I’m actually eating a slice of this cake right now as I type this, accompanied by a nice hot cup of earl grey tea. If you’re thinking, “that’s overdoing it with the earl grey” you’re wrong. You’re wrong because earl grey every day, all the time.
To be completely honest, as delicious as this cake turned out to be, I’m not quite sure how I feel about bundt cakes in general. There is a lot of … “crust” as I like to call it. The exterior naturally comes out a lot more dry than anything else. This is, however, coming from a woman who still occasionally leaves pizza or sandwich crusts behind on her plate. The “crust” sure does keep a good job at keeping the moisture in the cake, though. I’ll give it that.
Anyway – if you’re looking at this recipe in all of it’s earl grey and blood orange-y glory and thinking, “Wow, what a genius flavour combination!”, do note that I got my inspiration from Chef Nate who won Season 3 of Masterchef Jr. The kid is a baking master, and in the finale he baked a meyer lemon tart with an earl grey and thyme crust, and blood orange coulis. Ever since that finale, I’d been craving those flavours and the craving quickly escalated from “That would be really good” to “I NEED THAT IN MY FACE NOW”.
I doubt this cake is anything near as delicious as his tart, but I think it came out rather well and it’s on BFF status with my tea right now.
I’d say that the blood orange syrup is a must, though. The “crust” needs something, and the syrup added a nice sweetness and moisture.
I also garnished the top with some orange zest and a wee bit of thyme to add colour and a bit of an interesting edge.
The thyme is optional, though. It didn’t add a world-stopping flavour to this particular cake. One might say the addition was a…waste of thyme.
The freshly squeezed juice of one large blood orange
1 tablespoon of almond milk (more if you want to change the consistency)
1 tablespoon of orange zest
A few pinches of fresh thyme
Place oven rack in the middle of the oven.
Preheat oven to 350 degrees F.
Grease up the bundt pan with butter.
Dust the pan with flour; knock excess flour out.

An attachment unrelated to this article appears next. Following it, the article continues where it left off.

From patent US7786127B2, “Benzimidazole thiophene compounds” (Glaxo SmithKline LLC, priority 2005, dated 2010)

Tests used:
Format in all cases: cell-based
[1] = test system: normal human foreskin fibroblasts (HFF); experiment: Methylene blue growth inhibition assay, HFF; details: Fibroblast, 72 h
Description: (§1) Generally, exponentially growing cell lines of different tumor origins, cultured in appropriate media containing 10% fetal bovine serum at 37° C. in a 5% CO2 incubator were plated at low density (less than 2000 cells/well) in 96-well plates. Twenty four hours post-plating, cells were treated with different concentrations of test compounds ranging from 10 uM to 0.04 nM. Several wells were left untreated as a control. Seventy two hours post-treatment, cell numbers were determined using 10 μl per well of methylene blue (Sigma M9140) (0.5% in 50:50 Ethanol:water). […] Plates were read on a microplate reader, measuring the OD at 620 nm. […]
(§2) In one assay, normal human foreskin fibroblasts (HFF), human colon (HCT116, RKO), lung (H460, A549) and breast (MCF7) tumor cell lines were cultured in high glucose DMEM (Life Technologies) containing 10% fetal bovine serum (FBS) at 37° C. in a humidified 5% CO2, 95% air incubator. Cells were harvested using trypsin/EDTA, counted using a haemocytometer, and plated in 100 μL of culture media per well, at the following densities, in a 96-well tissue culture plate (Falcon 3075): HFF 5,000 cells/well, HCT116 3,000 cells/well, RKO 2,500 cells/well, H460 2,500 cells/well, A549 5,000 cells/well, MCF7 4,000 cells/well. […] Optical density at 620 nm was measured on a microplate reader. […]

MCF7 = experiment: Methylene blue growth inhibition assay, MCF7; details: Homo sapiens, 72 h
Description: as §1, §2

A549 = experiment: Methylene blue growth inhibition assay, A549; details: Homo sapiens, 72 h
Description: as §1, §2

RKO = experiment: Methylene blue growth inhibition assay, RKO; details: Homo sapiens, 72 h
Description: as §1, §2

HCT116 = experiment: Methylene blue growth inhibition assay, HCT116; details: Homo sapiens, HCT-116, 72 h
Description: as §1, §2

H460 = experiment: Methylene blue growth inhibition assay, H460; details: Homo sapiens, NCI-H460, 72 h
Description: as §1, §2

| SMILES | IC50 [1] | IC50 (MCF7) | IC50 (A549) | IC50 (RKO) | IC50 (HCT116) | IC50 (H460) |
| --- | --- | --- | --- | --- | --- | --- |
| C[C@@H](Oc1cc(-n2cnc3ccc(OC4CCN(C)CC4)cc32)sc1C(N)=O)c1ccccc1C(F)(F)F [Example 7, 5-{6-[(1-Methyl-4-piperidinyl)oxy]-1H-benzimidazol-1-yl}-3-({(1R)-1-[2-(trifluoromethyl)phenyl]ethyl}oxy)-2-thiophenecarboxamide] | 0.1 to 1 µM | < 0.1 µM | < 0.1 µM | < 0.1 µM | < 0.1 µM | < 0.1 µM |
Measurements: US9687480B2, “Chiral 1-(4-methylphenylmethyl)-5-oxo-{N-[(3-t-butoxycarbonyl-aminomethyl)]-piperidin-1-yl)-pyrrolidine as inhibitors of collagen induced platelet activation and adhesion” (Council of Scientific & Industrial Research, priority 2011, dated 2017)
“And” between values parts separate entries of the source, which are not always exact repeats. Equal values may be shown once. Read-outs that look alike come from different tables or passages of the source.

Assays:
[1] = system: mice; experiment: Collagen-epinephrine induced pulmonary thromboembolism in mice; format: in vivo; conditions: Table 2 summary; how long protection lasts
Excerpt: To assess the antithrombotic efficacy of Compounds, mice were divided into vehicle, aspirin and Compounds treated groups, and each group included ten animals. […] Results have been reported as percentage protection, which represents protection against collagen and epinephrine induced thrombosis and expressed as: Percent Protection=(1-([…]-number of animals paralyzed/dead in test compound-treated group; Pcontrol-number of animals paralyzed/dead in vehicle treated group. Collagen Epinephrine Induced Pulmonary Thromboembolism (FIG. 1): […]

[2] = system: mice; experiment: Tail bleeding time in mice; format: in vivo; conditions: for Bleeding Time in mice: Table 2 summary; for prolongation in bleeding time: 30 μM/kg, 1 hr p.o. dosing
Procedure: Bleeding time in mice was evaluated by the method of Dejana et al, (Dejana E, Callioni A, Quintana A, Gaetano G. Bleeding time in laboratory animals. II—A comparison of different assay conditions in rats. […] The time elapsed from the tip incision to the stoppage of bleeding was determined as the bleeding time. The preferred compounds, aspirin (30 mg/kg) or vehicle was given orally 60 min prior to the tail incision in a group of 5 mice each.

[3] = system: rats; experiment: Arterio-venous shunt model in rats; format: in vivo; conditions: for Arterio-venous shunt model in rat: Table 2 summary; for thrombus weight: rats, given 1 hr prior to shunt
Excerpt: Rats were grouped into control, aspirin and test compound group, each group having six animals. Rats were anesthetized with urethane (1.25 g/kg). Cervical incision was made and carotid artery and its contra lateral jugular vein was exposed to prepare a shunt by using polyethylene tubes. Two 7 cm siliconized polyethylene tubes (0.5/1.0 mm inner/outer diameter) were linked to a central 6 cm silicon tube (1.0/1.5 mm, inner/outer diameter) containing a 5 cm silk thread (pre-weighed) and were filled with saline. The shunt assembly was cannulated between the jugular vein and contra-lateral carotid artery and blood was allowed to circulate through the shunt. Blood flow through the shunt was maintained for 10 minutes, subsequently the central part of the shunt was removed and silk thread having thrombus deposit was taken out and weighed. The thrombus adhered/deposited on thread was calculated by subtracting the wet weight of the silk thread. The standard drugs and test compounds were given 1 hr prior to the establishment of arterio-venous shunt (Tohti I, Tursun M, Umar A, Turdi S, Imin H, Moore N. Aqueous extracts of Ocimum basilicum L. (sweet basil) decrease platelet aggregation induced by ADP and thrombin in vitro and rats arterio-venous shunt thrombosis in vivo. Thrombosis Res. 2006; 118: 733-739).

In a medium-sized bowl whisk together the flour, baking powder, baking soda, salt, tea and orange zest.
Mix the butter and sugar for three minutes, or until light and fluffy.
Scrape down the sides of the bowl with silicon spatula or spoon when needed.
Add the vanilla to the butter mixture and beat for another minute.
Add the eggs, one at a time, to the butter mixture and continue beating after each egg.
Add the flour and buttermilk to the egg and butter mixture alternating between each about three times (add some flour, mix, add some buttermilk, mix, add some more flour, mix, etc.)
Mix until all of the flour and buttermilk has been used up and everything is mixed in.
Pour the batter evenly into the bundt pan.
Tap the pan around on the counter or table to rid of air bubbles and to even the batter.
Bake for approx. 50 minutes or you can poke with a toothpick and have the toothpick come out clean.
Let the cake cool in the pan for about one hour, then invert onto a rack and cool for 30 minutes.
BLOOD ORANGE SYRUP:
In a small bowl, whisk together the icing sugar, fresh juice from one blood orange, and milk. Whisk until there are no lumps and you have a smooth consistency.
Drizzle the syrup over top of the bundt cake.
Garnish with extra orange zest and a few fresh thyme leaves if desired.
Casters sugar: Casters sugar is super fine sugar. You can make your own simply by grinding regular sugar in a blender until it's a more fine consistency, but not quite a powder. Buttermilk: If you don't have actual buttermilk or don't feel like purchasing a carton of buttermilk for such a small amount, simple combine 1 cup of whole milk with 1 tablespoon of white vinegar. Mix well. Allow to sit for approx. 15 minutes and the milk should have thickened up a bit. Tah-dah! Buttermilk.
** This recipe was adapted from hungryaustralian.com's Lady Grey Bundt Cake recipe found here: http://hungryaustralian.com/2012/05/lady-grey-bundt-cake-rosewater-icing/